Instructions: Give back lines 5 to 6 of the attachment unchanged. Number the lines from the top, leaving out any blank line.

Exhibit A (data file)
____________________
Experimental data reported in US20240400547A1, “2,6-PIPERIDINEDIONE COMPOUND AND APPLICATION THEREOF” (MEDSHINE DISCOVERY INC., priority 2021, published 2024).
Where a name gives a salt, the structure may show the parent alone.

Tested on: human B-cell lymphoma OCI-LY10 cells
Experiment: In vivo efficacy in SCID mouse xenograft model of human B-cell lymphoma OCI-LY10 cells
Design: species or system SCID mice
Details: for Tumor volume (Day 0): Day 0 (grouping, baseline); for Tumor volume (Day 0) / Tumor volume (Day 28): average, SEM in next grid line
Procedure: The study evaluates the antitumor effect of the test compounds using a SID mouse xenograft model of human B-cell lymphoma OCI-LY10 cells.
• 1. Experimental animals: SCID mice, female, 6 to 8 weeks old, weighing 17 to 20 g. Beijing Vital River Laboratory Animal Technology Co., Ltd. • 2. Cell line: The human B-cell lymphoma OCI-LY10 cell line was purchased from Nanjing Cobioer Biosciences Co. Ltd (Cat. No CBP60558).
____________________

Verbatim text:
Design: species or system SCID mice
Details: for Tumor volume (Day 0): Day 0 (grouping, baseline); for Tumor volume (Day 0) / Tumor volume (Day 28): average, SEM in next grid line